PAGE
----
BILL WOULD LIMIT TOLLS
(AUSTIN) — Toll roads would become free public roads after they are paid for under a bill considered by the Senate Transportation and Homeland Security Committee on Wednesday. The bill would also prevent toll road profits from being applied to future road projects. Senator Steve Ogden of Bryan sponsored the provision in 2003 that permitted tolling entities to charge extra money to generate surplus to build more roads. At the time, said Ogden, lawmakers didn't think that Texans would support raising the gas tax to fund road construction. They saw toll revenue as a good alternative method for raising transportation funds. As it turned out, said Ogden, Texans were just as opposed to toll roads as they were to raising taxes.
Ogden's bill, SB 363, would prevent a tolling entity from collecting a toll on a road once acquisition and construction costs have been paid off. Once that happens, the maintenance of the road would be turned over to the Department of Transportation, funded by gas tax revenue. Ogden said he thinks that once building costs are paid due, the tolls should go away. "What we have in this state right now is perpetual tolling," said Ogden. "Once the system is complete and paid for, people shouldn't have to pay the toll."
The committee also looked at a bill that would set new criteria for how state transportation dollars are distributed regionally. Bill sponsor Plano Senator Florence Shapiro said the current funding allocation system doesn't recognize the reality of transportation and congestion problems in Texas. "Urban congestion needs and rural statewide connectivity needs should not have to compete for the same revenue source because they have vastly different needs," she said.
Under current law, the state Transportation Commission decides how to spend highway money, but Shapiro said neither the Legislature nor the general public has a clear understanding of the standards the Commission uses to distribute these dollars. Her bill, SB 161, would require the Commission to draft new state planning rules. It would also divide current transportation funds into rural and urban pools, with each pool having different standards for allocation, based on the different needs of rural and urban planning. "We're trying to 'fair up' the system," she said.
Both bills remain pending before the committee.
|Senator Royce West of Dallas lays out the reasons school districts and teachers need more time to decide on contract renewals. SB 912 was authored by West and Senators Florence Shapiro of Plano, Robert Duncan of Lubbock, and Wendy Davis of Ft. Worth.|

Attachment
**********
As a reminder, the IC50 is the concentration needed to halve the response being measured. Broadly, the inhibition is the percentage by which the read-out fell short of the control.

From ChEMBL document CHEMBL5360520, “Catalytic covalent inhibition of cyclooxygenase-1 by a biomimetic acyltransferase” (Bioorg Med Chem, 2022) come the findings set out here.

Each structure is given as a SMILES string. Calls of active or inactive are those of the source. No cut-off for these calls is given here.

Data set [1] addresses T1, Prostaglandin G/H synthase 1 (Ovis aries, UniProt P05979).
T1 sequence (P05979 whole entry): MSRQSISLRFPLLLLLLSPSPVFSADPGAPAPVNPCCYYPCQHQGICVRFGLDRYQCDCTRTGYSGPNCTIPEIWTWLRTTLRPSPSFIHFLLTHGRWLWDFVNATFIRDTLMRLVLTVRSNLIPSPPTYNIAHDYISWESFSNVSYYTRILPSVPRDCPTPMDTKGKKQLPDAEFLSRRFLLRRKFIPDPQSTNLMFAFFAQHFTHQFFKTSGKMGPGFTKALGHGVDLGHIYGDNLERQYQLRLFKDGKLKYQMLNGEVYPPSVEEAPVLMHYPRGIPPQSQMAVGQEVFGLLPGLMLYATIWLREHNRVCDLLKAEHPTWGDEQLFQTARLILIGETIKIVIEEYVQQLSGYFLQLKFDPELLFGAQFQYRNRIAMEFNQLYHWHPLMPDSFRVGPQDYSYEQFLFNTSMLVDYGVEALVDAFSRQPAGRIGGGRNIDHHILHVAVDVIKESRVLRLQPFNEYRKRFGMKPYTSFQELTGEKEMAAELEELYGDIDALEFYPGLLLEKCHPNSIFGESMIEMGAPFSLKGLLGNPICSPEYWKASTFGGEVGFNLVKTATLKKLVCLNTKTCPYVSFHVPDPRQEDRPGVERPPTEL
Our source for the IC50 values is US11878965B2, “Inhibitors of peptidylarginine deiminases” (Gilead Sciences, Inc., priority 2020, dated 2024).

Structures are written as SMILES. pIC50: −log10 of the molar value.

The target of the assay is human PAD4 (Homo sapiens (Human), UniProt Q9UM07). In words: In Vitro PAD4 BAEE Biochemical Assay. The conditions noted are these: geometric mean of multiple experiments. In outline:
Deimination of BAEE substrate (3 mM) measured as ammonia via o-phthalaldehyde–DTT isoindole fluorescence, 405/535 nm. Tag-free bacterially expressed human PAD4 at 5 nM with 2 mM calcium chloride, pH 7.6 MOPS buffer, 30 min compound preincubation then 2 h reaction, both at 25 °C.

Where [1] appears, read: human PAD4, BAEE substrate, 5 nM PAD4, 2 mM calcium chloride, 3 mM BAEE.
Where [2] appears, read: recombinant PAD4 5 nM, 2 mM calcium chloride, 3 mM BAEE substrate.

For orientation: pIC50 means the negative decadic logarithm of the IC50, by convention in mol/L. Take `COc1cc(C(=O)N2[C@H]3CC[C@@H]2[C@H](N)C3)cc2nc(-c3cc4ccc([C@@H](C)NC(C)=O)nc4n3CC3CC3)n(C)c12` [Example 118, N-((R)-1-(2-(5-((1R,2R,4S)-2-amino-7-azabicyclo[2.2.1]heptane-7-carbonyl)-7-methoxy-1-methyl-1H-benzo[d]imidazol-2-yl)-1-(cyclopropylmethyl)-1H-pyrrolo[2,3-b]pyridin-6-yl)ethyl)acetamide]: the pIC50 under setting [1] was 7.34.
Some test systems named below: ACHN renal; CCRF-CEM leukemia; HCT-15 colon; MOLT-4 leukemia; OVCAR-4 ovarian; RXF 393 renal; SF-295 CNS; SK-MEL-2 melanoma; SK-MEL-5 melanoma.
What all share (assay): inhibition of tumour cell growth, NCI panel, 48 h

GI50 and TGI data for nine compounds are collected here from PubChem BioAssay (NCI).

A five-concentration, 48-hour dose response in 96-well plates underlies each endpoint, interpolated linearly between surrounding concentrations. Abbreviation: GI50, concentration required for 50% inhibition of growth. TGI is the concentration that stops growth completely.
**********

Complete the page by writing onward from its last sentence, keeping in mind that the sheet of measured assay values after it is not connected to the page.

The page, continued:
In floor action Wednesday, the Senate passed a bill that would give school districts and teachers more flexibility in appealing and ruling on proposed layoffs. With the budget picture far from clear, and district officials holding their breath as they wait to see how cuts to the budget will affect public education, it is not known how many, if any, teachers will be laid off to cover shortfalls. Current law requires that a district give teachers notice that their contract will not be renewed 45 days before the end of the school year, a date which falls in the middle of April for most districts. Since the final budget picture will not emerge until late in the session, districts won't know how many layoffs are needed.
SB 912 seeks to give more flexibility to this process by doubling the time a teacher has to request a hearing regarding their contract, from 15 to 30 days. This will give both teachers and administrators more time to see how the budget will shake out. A district that might anticipate layoffs in April might find out by May it can layoff fewer people. By extending the hearing process, it is hoped that districts will be able to make clearer decisions regarding layoffs in that time, and perhaps renew the contracts of some teachers that received a non-renewal notice in April.
Dallas Senator Royce West, one of the bill's authors, said it is critical that this bill move through the process quickly. "It's so important that we get this out and try to get this through the house and to the governor's desk by April, because in April they have to make those decisions," he said. This bill now heads to the House for consideration.
The Senate will reconvene Monday, March 14 at 1:30 p.m.
Session video and all other webcast recordings can be accessed from the Senate website's Audio/Video Archive.